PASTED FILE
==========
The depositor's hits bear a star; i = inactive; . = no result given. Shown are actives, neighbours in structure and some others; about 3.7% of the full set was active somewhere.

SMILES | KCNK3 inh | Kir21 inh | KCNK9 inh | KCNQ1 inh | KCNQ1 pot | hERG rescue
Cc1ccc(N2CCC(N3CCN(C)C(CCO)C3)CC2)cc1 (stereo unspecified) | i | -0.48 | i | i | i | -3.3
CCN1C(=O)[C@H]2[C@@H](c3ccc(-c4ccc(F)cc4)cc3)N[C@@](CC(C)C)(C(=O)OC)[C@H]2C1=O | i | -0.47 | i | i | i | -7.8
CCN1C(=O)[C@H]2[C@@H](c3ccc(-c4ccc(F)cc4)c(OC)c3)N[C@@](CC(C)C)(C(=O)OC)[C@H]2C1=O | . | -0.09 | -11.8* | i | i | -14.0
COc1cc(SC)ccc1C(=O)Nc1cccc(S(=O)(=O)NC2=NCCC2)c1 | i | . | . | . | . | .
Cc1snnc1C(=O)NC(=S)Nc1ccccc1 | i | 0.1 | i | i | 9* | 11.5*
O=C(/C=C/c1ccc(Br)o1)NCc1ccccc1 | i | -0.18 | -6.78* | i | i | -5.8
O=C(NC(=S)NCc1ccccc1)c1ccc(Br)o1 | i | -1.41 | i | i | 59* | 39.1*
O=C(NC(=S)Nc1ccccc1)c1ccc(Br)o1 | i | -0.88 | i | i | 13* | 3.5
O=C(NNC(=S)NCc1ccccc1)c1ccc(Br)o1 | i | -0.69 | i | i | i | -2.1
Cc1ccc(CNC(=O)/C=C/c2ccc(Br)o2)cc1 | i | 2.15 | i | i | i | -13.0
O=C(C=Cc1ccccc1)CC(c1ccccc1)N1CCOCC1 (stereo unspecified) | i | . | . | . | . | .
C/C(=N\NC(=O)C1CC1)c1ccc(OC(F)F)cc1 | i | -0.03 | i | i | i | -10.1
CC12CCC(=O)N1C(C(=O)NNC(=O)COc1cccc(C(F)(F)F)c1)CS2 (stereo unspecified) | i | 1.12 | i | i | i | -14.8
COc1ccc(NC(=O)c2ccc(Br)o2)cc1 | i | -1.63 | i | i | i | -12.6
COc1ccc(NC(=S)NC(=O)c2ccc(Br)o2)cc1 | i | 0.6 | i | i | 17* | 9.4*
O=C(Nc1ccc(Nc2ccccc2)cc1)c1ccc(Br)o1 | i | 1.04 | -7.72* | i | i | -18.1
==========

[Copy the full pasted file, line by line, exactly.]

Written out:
The depositor's hits bear a star; i = inactive; . = no result given. Shown are actives, neighbours in structure and some others; about 3.7% of the full set was active somewhere.

SMILES | KCNK3 inh | Kir21 inh | KCNK9 inh | KCNQ1 inh | KCNQ1 pot | hERG rescue
Cc1ccc(N2CCC(N3CCN(C)C(CCO)C3)CC2)cc1 (stereo unspecified) | i | -0.48 | i | i | i | -3.3
CCN1C(=O)[C@H]2[C@@H](c3ccc(-c4ccc(F)cc4)cc3)N[C@@](CC(C)C)(C(=O)OC)[C@H]2C1=O | i | -0.47 | i | i | i | -7.8
CCN1C(=O)[C@H]2[C@@H](c3ccc(-c4ccc(F)cc4)c(OC)c3)N[C@@](CC(C)C)(C(=O)OC)[C@H]2C1=O | . | -0.09 | -11.8* | i | i | -14.0
COc1cc(SC)ccc1C(=O)Nc1cccc(S(=O)(=O)NC2=NCCC2)c1 | i | . | . | . | . | .
Cc1snnc1C(=O)NC(=S)Nc1ccccc1 | i | 0.1 | i | i | 9* | 11.5*
O=C(/C=C/c1ccc(Br)o1)NCc1ccccc1 | i | -0.18 | -6.78* | i | i | -5.8
O=C(NC(=S)NCc1ccccc1)c1ccc(Br)o1 | i | -1.41 | i | i | 59* | 39.1*
O=C(NC(=S)Nc1ccccc1)c1ccc(Br)o1 | i | -0.88 | i | i | 13* | 3.5
O=C(NNC(=S)NCc1ccccc1)c1ccc(Br)o1 | i | -0.69 | i | i | i | -2.1
Cc1ccc(CNC(=O)/C=C/c2ccc(Br)o2)cc1 | i | 2.15 | i | i | i | -13.0
O=C(C=Cc1ccccc1)CC(c1ccccc1)N1CCOCC1 (stereo unspecified) | i | . | . | . | . | .
C/C(=N\NC(=O)C1CC1)c1ccc(OC(F)F)cc1 | i | -0.03 | i | i | i | -10.1
CC12CCC(=O)N1C(C(=O)NNC(=O)COc1cccc(C(F)(F)F)c1)CS2 (stereo unspecified) | i | 1.12 | i | i | i | -14.8
COc1ccc(NC(=O)c2ccc(Br)o2)cc1 | i | -1.63 | i | i | i | -12.6
COc1ccc(NC(=S)NC(=O)c2ccc(Br)o2)cc1 | i | 0.6 | i | i | 17* | 9.4*
O=C(Nc1ccc(Nc2ccccc2)cc1)c1ccc(Br)o1 | i | 1.04 | -7.72* | i | i | -18.1